Interview by Jotam Confino.
King Salman just returned to Saudi Arabia from his trip to Asia, while his son and Deputy Crown Prince, Mohammad bin Salman, was visiting President Trump in the White House. Both trips were extremely important but for very different reasons. First, the 2030 economic vision that Mohammad bin Salman presented last year relies heavily on foreign investment and selling shares of the national oil company, Aramco. The main goals of the 2030 plan is to reduce Saudi dependence on oil export, and increase the income from tourism and foreign investment. The latter is where the Asian countries, such as China and Japan, play a significant role for the Kingdom’s economic future. First, it is expected that the massive investment in infrastructure will be outsourced to Asian companies, and second, it has still not been decided who will buy the 5% shares of Aramco that the 2030 plan is hinting at. A reasonable guess would be the Asian powers, with Japan, Hong Kong and Singapore having already shown their interests in buying shares.
Mohammad bin Salman’s trip to the White House was a “historical turning point” in the US-Saudi relations, according to a Saudi adviser. During the Obama administration, Saudi Arabia signed a historic large arms deal with the US, but the Saudis didn’t forget the betrayal from the Iran nuclear deal. Like Israel, they were furious with the way the Iran nuclear issue was handled. In their view, Iran got off too easy and came out strong with continuous aspirations of regional hegemony.
I interviewed the Saudi ambassador to Denmark, Fahad Alruwaily, in his office at the Saudi embassy, and asked him what he thought of the European fear of Trump, and whether he will serve Saudi interests;
“I don’t think there is a real fear in EU countries regarding President Trump. Our Deputy Crown Prince visited President Trump two weeks ago, and they had a productive meeting. He even invited the Crown Prince for lunch in the White House with our big delegation. We consider the policy of Trump regarding Iran much better than the policy of the Obama administration. Iran needs to be dealt with strictly”.
And you think President Trump will do that?
“Yes. Until now we have seen him being aware of the Iranian threat to the region and even to the world”.
That means the situation could also escalate, no?
“I don’t think so. The Iranians will not go into a conflict with the US. They will make a lot of noise, for sure. But if you ignore them, they will continue to cause damage to the region. This is not acceptable to us”.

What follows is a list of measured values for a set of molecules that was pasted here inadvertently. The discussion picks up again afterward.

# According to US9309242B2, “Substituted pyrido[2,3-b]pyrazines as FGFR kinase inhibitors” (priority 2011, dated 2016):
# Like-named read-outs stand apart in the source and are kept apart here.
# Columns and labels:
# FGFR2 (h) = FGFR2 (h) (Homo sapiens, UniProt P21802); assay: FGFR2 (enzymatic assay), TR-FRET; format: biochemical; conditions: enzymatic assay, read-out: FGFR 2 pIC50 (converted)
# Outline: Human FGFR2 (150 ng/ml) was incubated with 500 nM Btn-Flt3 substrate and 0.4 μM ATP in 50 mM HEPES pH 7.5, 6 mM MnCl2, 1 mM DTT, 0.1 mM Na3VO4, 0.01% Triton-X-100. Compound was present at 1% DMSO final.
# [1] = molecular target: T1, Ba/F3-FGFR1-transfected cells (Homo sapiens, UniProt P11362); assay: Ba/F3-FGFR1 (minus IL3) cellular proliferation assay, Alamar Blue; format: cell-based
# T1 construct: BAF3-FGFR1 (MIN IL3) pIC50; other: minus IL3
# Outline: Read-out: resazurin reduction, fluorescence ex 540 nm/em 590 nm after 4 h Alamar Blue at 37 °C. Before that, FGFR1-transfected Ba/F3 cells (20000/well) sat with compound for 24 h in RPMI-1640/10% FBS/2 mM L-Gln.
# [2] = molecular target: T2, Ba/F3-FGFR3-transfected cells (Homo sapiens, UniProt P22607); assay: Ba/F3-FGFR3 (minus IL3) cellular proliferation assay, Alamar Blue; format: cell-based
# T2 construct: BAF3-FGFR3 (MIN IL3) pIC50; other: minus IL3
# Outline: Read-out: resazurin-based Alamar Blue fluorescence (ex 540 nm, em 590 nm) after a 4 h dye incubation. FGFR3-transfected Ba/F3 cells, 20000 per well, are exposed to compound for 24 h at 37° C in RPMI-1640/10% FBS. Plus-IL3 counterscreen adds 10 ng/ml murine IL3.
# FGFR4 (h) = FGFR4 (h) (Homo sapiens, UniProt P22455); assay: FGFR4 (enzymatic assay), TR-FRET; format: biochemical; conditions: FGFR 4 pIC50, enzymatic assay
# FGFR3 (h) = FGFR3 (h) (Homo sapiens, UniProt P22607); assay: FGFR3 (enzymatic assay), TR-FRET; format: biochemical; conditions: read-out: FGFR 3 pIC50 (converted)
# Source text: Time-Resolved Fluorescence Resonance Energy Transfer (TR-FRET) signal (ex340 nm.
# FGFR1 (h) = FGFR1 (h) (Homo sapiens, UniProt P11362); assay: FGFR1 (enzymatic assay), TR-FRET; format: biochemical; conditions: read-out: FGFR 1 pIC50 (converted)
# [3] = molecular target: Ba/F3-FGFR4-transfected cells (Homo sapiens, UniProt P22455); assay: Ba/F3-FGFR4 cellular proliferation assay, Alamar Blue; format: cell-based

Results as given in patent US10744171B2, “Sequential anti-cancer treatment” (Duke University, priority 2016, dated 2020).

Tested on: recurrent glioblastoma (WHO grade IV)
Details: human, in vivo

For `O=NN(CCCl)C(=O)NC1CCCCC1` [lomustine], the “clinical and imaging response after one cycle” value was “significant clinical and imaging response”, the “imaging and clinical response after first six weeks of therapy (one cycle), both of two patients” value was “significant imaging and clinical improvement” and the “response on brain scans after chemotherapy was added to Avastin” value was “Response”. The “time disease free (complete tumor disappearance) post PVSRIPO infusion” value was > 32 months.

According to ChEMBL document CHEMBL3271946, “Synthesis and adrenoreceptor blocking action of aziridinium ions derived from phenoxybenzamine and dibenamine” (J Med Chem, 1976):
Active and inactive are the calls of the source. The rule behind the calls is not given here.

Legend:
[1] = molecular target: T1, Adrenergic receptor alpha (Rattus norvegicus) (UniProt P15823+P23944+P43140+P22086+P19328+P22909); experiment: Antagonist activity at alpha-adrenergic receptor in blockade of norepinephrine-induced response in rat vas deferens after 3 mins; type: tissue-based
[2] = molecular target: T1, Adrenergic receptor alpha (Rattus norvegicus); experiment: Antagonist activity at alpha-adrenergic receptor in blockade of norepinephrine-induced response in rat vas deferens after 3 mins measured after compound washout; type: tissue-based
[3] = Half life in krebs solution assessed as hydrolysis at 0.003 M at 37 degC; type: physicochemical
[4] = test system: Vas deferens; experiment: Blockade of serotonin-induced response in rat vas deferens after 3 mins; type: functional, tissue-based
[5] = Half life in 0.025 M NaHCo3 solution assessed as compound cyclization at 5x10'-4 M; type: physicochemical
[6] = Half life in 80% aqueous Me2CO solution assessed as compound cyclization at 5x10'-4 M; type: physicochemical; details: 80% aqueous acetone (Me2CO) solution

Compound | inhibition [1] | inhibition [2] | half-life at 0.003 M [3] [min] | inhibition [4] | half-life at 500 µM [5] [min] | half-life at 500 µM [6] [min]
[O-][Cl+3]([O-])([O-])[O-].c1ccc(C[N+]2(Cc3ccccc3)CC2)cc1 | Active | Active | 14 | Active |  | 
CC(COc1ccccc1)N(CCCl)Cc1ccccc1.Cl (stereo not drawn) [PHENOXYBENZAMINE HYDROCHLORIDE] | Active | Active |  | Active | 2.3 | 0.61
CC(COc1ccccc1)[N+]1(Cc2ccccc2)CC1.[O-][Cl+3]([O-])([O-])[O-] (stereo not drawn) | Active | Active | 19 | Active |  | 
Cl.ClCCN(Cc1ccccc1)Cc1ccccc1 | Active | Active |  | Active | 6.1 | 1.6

When talking to the Saudi ambassador, there is no doubt his comments reflect the true nature of the Saudi-Iran rivalry. Saudi Arabia and Iran are currently fighting a proxy war in several places, such as Yemen, Syria, Iraq and Lebanon. Wars which the Saudi ambassador contribute to the Iranian export of revolution and intervention in other countries;
“Iran is a neighbor to the Arab world, but unfortunately Iran has been seeking hegemony in the region since 1979, while intervening in other countries and exporting revolution. They are intervening in Yemen, saying they want to help the people. This is not true, however. I was in charge of The Yemen International File in the ministry, and the Iranians never build one brick in Yemen. Now that there is a conflict between the legitimate government and the Houthis in Yemen, the Iranians bring their planes and pretend that they are helping. This is only one example. If you look at Lebanon, the Iranians blocked the political process for years, because they supported Hezbollah with money and arms. Now Hezbollah is a state within a state. This is what they do for the Houthis, who are now firing ballistic missiles into Saudi Arabia. They are intervening in Iraq, trying to secure a Shia government and create further sectarian tensions”.
The ambassador’s skepticism regarding Iran is not only limited to Iran’s meddling in other countries. The nuclear deal (JCPOA) is supposed to make sure that Iran can’t restart its nuclear program without foreign nuclear inspectors knowing about it. However, that doesn’t convince the ambassador of Iran’s intentions with the deal.
“First of all we have to remember that Iranians rarely respect their obligations. They promise something, and then they do something else. Our friends told us that the deal is very technical and strict. Let’s wait and see. We know the Iranians accepted the deal because of the economic pressure, not because they were convinced of the benefits. If they find a way to play games, they will not hesitate”.
Syria and Israel